Were the people around you supportive of your decision on working as a creative?

I am fortunate that my family was not against the idea of me being a creative, although there were doubts about whether I will make enough money to support myself in future. The stigma that becoming an artist or being a creative means that you will have a harder life is very common in Asian countries. Almost all Asian parents will want their child to live life well by becoming either a teacher, scientist, engineer, lawyer or doctor. I have some friends who have left the creative industry and even encouraged me to leave too by citing how much more money they could earn by working for banks and not have to work crazy hours. Well, my brother works for a bank. His working hours are as crazy as a studio’s life and he is not earning a crazy amount of money too. For me, it’s not about being able to earn an excessive amount of money, although it would be wonderful to have! So long as I can continue to do the things I love to do, have good health and can live comfortably, I’m happy. I’m very blessed and thankful to have parents who would rather see their children happy and healthy than to force us into an industry where we won’t feel fulfilled.

 

What are some goals and ambitions you have for your future work?

I have many goals and I add them organically through the years based on what is revealed to me about myself through time. To state a few examples, I would love to be able to work with my idols–BUCK, Giantant, OrdinaryFolk, and Oddfellows one day. I don’t mind working as their oldest intern even! As long as I could learn and collaborate with them, that is enough. The dream project would be to create a meaningful and cool illustration or short animated film, that touches the heart of many, that could shine the limelight on things that are obscured but requires the attention of the world and it would be a dream if I could work with people that I love working with and are smarter than me.

 

The dream project would be to create a meaningful and cool illustration or short animated film, that touches the heart of many, that could shine the limelight on things that are obscured but requires the attention of the world and it would be a dream if I could work with people that I love working with and are smarter than me.

If you could collaborate with any person in the world who would it be?

I don’t have a specific person that I would want to collaborate with, but I think it would be very interesting to collaborate with someone outside of my field, such as coding, architecture, furniture design or robotics. To me it’s important to cross-pollinate if I want to create a work that is fresh, cutting edge and different, which can be harder to achieve if it’s with people of the same field. I am very inspired by Gmunk’s “Box” because it is a perfect marriage of design and technology. In my personal opinion, I think the final output is totally mesmerizing, fresh and inspiring. I would love to be able to create a piece as powerful and as cutting edge as that.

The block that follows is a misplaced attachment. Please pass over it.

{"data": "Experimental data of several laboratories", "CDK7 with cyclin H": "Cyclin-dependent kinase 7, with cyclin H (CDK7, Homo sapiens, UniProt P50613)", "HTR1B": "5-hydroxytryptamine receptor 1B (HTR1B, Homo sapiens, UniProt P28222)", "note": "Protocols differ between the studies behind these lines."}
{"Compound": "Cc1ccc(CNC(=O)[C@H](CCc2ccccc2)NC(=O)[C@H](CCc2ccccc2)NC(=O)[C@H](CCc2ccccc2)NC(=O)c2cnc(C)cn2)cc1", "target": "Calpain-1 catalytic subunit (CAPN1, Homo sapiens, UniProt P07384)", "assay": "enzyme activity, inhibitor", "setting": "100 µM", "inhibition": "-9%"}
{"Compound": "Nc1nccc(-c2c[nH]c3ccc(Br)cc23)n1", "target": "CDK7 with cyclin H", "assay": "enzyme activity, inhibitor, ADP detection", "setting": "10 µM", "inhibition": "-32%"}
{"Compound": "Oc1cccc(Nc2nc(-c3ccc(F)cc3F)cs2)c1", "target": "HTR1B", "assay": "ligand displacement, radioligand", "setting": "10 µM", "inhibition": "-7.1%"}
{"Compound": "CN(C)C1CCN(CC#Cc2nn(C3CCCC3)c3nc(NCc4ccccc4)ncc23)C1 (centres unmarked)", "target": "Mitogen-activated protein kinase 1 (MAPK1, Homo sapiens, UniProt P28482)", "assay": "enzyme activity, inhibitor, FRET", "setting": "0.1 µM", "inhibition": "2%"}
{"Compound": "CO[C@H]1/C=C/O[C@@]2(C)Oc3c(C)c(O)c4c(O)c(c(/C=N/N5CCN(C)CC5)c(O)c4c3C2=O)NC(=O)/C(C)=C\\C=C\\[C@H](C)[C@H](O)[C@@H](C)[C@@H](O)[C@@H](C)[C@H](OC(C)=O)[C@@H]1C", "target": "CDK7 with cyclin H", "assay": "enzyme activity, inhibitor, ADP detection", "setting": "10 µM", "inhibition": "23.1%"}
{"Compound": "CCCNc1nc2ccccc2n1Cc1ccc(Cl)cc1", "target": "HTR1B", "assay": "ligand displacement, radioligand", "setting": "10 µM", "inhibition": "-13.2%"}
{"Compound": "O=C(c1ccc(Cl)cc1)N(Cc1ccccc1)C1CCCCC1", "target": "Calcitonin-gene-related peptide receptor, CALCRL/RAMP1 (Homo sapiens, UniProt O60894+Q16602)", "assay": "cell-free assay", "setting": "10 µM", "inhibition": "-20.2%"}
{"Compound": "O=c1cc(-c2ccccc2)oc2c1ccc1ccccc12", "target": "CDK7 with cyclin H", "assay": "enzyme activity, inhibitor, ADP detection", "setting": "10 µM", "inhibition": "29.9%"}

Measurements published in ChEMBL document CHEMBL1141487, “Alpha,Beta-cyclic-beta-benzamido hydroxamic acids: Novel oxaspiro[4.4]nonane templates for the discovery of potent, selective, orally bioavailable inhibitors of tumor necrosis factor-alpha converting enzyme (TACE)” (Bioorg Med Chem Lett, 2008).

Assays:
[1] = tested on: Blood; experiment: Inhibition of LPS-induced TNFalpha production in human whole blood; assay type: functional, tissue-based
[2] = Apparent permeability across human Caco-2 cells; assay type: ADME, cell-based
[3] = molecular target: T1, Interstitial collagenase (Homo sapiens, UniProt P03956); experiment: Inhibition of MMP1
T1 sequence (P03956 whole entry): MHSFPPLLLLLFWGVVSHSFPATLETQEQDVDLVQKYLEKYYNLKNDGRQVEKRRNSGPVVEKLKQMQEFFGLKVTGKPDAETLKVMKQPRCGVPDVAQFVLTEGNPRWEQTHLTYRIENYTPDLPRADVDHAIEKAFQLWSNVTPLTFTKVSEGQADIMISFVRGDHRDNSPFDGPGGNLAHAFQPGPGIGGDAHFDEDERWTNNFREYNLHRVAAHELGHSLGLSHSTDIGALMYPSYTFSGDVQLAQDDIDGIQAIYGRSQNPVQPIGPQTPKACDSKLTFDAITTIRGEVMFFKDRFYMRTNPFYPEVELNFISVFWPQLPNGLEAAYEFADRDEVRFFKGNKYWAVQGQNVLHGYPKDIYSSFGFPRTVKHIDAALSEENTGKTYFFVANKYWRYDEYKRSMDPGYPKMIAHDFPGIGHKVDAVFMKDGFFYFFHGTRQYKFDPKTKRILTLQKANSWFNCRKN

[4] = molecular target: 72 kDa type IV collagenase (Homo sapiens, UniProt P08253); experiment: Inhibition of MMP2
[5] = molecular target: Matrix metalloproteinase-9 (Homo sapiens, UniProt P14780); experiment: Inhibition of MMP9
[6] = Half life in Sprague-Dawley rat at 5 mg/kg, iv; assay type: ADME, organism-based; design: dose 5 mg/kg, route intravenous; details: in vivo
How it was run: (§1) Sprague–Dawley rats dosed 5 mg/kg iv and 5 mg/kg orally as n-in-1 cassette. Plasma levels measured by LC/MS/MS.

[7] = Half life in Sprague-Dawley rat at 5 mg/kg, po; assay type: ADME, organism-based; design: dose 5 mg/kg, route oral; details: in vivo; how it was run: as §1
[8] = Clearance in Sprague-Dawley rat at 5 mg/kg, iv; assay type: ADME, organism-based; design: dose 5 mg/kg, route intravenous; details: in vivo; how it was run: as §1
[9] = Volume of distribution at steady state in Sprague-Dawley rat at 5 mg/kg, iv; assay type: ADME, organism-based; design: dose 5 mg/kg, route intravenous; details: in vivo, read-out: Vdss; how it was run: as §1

How would you describe the women around you?

The women around me are strong yet gentle, radical, compassionate, smart and patient. My mother is a great role model to me. She is a clerk, my dad on the other hand, was a senior engineer. Both of them worked at a shipyard. A few years ago, my family underwent a financial crisis. My dad was let go because he had reached the retirement age and the company decided that his expertise was no longer useful because computers and machines could now do his job. He tried to work as an Uber driver once, but that job was not meant for elderly people because of two things: self-entitled explicit language using passengers and the incredible amount of energy required to focus on the road. At that age, it was very tough to have people hire him or to work in a more dignified job. It was a very tough time. We even had to cancel our subscription for newspapers because it was too expensive for us to afford. My mother and I were the only ones supporting the family at that time. In the end, we were able to get out of debt because my mother gave up a large portion of her hard-earned savings that was for herself, to help clear the debt. That incident completely put my mother into a different perspective and I saw what it means to be a woman in a modern time — instead of men saving women all the time as depicted in a lot of books and movies, women now are as capable as saving men. She taught me to be independent, strong yet gentle, frugal, and not to wait for prince charming to come and do the saving.

 

The women around me are strong yet gentle, radical, compassionate, smart and patient.